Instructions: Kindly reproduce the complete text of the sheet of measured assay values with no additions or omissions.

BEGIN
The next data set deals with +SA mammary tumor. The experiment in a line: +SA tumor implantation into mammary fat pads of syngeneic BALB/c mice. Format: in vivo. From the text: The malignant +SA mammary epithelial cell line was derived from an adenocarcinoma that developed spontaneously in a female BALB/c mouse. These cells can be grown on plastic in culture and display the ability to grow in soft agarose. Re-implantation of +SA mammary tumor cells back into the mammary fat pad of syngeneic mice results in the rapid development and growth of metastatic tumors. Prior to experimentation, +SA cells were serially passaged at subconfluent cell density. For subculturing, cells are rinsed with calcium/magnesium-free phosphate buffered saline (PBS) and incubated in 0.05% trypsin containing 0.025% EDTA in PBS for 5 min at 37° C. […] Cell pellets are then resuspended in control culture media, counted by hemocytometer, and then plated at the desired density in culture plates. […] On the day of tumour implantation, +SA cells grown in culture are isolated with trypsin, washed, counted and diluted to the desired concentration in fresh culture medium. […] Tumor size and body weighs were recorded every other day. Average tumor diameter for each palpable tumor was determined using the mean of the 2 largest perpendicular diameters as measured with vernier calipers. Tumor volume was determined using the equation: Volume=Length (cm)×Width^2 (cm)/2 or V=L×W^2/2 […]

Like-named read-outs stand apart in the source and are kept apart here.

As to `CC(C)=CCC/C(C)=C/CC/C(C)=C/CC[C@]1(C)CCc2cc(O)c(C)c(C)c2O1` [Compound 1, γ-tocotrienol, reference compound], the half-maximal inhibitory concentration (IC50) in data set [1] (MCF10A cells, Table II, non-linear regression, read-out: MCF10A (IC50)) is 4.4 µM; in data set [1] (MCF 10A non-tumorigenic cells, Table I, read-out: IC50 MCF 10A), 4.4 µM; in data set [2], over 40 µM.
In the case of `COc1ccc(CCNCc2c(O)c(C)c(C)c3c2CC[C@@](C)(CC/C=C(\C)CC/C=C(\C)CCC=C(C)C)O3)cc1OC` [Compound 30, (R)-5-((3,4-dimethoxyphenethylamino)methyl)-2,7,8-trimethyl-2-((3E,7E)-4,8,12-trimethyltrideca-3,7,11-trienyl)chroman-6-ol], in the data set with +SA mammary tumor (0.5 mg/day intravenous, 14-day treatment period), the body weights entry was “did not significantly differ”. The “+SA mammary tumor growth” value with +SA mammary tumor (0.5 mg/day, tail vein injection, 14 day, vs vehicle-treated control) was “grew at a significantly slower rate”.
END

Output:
The next data set deals with +SA mammary tumor. The experiment in a line: +SA tumor implantation into mammary fat pads of syngeneic BALB/c mice. Format: in vivo. From the text: The malignant +SA mammary epithelial cell line was derived from an adenocarcinoma that developed spontaneously in a female BALB/c mouse. These cells can be grown on plastic in culture and display the ability to grow in soft agarose. Re-implantation of +SA mammary tumor cells back into the mammary fat pad of syngeneic mice results in the rapid development and growth of metastatic tumors. Prior to experimentation, +SA cells were serially passaged at subconfluent cell density. For subculturing, cells are rinsed with calcium/magnesium-free phosphate buffered saline (PBS) and incubated in 0.05% trypsin containing 0.025% EDTA in PBS for 5 min at 37° C. […] Cell pellets are then resuspended in control culture media, counted by hemocytometer, and then plated at the desired density in culture plates. […] On the day of tumour implantation, +SA cells grown in culture are isolated with trypsin, washed, counted and diluted to the desired concentration in fresh culture medium. […] Tumor size and body weighs were recorded every other day. Average tumor diameter for each palpable tumor was determined using the mean of the 2 largest perpendicular diameters as measured with vernier calipers. Tumor volume was determined using the equation: Volume=Length (cm)×Width^2 (cm)/2 or V=L×W^2/2 […]

Like-named read-outs stand apart in the source and are kept apart here.

As to `CC(C)=CCC/C(C)=C/CC/C(C)=C/CC[C@]1(C)CCc2cc(O)c(C)c(C)c2O1` [Compound 1, γ-tocotrienol, reference compound], the half-maximal inhibitory concentration (IC50) in data set [1] (MCF10A cells, Table II, non-linear regression, read-out: MCF10A (IC50)) is 4.4 µM; in data set [1] (MCF 10A non-tumorigenic cells, Table I, read-out: IC50 MCF 10A), 4.4 µM; in data set [2], over 40 µM.
In the case of `COc1ccc(CCNCc2c(O)c(C)c(C)c3c2CC[C@@](C)(CC/C=C(\C)CC/C=C(\C)CCC=C(C)C)O3)cc1OC` [Compound 30, (R)-5-((3,4-dimethoxyphenethylamino)methyl)-2,7,8-trimethyl-2-((3E,7E)-4,8,12-trimethyltrideca-3,7,11-trienyl)chroman-6-ol], in the data set with +SA mammary tumor (0.5 mg/day intravenous, 14-day treatment period), the body weights entry was “did not significantly differ”. The “+SA mammary tumor growth” value with +SA mammary tumor (0.5 mg/day, tail vein injection, 14 day, vs vehicle-treated control) was “grew at a significantly slower rate”.